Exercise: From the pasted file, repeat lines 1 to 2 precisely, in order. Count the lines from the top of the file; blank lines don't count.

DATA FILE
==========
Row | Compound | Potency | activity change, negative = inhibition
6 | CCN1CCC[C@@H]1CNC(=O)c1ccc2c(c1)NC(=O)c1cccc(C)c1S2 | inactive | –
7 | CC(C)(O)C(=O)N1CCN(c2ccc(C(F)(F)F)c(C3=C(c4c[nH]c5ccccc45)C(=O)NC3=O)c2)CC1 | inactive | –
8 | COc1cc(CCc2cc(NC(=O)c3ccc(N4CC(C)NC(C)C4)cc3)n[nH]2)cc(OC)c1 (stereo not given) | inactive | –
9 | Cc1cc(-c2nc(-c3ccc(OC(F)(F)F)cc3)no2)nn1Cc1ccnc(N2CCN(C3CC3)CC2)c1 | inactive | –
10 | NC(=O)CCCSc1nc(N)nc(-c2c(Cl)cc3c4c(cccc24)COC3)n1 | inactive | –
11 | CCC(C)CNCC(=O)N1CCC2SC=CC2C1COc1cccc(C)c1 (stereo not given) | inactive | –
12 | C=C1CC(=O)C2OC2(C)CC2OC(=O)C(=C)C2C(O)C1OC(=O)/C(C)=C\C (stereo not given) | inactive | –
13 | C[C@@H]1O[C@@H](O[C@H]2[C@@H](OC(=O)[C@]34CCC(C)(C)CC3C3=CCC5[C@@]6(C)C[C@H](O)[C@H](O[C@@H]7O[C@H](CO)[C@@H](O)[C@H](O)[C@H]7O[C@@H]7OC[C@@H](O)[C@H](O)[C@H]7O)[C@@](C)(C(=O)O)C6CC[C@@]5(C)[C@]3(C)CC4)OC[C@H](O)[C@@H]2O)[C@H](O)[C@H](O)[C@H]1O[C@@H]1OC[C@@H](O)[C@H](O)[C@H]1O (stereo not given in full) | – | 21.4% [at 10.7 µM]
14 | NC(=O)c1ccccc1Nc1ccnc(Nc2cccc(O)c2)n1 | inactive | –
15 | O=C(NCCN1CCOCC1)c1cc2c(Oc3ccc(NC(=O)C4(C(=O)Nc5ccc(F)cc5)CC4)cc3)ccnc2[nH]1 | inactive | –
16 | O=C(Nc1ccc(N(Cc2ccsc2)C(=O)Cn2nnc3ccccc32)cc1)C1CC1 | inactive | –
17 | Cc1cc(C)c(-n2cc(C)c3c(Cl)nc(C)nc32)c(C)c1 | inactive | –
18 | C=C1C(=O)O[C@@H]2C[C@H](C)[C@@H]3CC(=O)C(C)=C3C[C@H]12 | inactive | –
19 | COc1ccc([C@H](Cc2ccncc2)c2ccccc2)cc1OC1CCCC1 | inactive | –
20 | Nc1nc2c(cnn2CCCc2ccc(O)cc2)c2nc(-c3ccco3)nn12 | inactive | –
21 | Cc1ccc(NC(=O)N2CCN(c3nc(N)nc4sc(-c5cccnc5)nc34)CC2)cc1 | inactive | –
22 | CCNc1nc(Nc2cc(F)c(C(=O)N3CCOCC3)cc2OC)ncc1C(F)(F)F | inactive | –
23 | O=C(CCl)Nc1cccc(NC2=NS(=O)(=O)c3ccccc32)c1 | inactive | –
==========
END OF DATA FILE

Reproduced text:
Row | Compound | Potency | activity change, negative = inhibition
6 | CCN1CCC[C@@H]1CNC(=O)c1ccc2c(c1)NC(=O)c1cccc(C)c1S2 | inactive | –